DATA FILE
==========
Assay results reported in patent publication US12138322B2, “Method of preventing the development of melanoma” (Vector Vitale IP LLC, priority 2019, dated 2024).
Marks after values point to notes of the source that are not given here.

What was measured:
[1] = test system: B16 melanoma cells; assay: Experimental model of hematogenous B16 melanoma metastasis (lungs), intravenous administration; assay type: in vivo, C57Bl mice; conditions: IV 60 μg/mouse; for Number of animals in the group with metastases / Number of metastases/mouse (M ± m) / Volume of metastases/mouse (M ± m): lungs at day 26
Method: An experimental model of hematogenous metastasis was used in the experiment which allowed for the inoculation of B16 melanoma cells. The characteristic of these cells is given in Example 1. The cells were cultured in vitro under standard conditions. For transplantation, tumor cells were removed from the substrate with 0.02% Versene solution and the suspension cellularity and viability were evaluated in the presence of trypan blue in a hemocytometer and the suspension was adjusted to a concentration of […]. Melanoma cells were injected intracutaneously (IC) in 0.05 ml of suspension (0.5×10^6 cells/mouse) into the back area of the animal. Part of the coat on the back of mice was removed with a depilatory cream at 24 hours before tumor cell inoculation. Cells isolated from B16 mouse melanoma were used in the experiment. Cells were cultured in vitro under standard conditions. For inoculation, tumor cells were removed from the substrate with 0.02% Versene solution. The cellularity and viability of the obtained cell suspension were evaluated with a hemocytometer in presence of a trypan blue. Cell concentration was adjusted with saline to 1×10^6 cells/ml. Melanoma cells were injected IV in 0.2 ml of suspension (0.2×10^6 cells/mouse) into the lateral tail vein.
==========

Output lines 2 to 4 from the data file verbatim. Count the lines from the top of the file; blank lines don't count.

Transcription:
Marks after values point to notes of the source that are not given here.

What was measured:
[1] = test system: B16 melanoma cells; assay: Experimental model of hematogenous B16 melanoma metastasis (lungs), intravenous administration; assay type: in vivo, C57Bl mice; conditions: IV 60 μg/mouse; for Number of animals in the group with metastases / Number of metastases/mouse (M ± m) / Volume of metastases/mouse (M ± m): lungs at day 26